He taught us plenty as we grew up but perhaps his most important lessons were about money (unfortunately we--his grandkids--grew up during the 70s and though we knew everything and were financial train wrecks...we should have paid attention to granddad). Here are his top ten lessons about money:
- Pay cash for everything. Period. Of course this was before credit cards were readily available but he never took out bank credit for anything. If he wanted a truck or a house or a piece of land, he saved up for it and paid cash.
- Save some money out of everything you earn. He never got a paycheck and went out spending like a wild man. In fact, he didn't spend much at all but that is another lesson. He always had a wallet full of cash and cash in a savings account at the bank (he opened savings accounts for us before we could even understand what a bank was).
- Be frugal. He taught us this in a number of ways. Each Sunday he would take all of the grandkids to the grocery store, each with their own batch of coupons in hand, to do the grocery shopping. I think he was the original Coupon Queen, er, King. If something worked he never replaced it (which explains why their refrigerator dated from the mid 1940s--and grandma used this fridge into the 1990s--and their black and white TV was used until it died in the 1980s).
- Don't talk about your money. I'm not sure about the origin of this but he never talked about money to anyone. He kept his finances to himself, would never dream of giving out his Social Security number, and would be the last one to show off as a "big spender".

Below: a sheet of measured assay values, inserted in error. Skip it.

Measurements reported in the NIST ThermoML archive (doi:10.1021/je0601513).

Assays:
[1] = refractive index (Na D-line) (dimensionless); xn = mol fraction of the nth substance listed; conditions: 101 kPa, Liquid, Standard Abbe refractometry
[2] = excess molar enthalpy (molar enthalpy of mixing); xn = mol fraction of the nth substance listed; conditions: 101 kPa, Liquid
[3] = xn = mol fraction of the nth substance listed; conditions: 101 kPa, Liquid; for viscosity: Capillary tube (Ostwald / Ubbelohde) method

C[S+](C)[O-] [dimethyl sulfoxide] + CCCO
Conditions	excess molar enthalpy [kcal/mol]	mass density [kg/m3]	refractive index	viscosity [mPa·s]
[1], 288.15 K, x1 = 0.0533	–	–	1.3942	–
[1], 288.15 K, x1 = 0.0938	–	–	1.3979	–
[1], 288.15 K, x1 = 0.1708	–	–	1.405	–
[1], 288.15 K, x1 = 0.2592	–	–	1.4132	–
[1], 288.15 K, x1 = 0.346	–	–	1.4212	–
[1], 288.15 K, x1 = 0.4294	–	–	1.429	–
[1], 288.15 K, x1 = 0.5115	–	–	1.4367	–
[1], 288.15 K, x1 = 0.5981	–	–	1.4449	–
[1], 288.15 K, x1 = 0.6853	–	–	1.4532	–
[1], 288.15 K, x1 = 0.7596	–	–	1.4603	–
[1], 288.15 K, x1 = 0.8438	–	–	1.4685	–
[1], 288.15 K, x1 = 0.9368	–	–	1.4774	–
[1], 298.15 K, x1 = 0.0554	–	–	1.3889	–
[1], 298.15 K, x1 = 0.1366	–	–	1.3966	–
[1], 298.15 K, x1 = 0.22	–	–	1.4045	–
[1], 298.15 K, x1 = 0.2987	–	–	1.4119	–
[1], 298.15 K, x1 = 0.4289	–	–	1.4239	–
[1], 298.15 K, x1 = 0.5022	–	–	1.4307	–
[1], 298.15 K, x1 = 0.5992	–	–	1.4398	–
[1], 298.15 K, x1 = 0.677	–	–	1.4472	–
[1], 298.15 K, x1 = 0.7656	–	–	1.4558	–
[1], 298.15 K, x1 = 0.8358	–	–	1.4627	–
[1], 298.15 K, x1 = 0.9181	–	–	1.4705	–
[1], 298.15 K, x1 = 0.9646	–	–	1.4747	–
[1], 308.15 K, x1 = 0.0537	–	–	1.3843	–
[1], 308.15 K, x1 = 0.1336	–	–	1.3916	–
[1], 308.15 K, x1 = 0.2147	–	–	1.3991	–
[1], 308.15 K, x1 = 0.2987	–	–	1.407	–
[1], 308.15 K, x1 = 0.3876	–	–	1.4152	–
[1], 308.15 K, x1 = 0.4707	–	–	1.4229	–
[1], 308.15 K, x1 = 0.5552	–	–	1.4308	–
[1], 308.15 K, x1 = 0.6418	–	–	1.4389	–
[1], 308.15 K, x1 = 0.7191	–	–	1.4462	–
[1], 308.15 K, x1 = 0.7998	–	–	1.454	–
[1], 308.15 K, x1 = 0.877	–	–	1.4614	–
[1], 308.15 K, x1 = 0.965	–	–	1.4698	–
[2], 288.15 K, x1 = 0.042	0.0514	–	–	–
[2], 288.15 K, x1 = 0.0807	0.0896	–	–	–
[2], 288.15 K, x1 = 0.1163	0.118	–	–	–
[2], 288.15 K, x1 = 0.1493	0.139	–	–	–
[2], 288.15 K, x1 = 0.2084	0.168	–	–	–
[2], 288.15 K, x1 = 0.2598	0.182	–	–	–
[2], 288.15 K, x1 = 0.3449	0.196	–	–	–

- Want less. He never had lots of material possessions other than the random stuff that is required on a farm. He wouldn't run out and buy the latest appliances, the newest TVs, or any other material goods unless they were necessary. He was supremely content with his home, his land, and his family.
- If you do buy something, buy it used. Other than going to the store to buy food, I can't ever remember him going to the store to buy new things. He would trade, he would barter, and he would buy used, but he would never buy new. All of his trucks were second hand, his firearms were bought from people who were selling them instead of stores, and even his fishing gear was a hodgepodge of stuff found everywhere but at a store.
- If you do buy something, buy an asset that will hold its value. He would buy/trade for guitars, knives, firearms, tractors, etc. but he would never buy junk stuff that many people would purchase for $10 then sell at the next yard sale for $1.
- Have a skill. His theory was that if you were good at a skill (welding, plumbing, construction, etc) you would never go hungry because there would always be people who would need what you could do as opposed to just being a paper pusher who would be expendable.
- Treat people right. While granddad was tight with is money, he did treat people right. He would take grandma out on a very rare occasion for a hamburger and milkshake. He would see a family in need come to his farm to purchase fruit or vegetables and either give them stuff for free or toss in a few extra pounds at no charge. As a result of this, he had many friends.
- You can still have vices. Granddad wasn't a saint. He smoked like most men of his generation, he had a fifth of Jack Daniels under the seat of his truck (this was before DUIs were considered a bad thing), and he had a giant Hershey chocolate bar in the cupboard that he would eat one square at a time.
I think a lot of us could learn much about money from old timers if we only listened to them. Yes, there are many more options these days than there used to be--DRIPs, ARMs, Roth IRAs, etc--but common sense never goes out of style (although we seemed to have completely forgot this in the 90s). Living beyond your means, investing in things that don't make financial sense, and taking out loans from Payday Lenders are not things that made sense decades ago and they don't make sense today.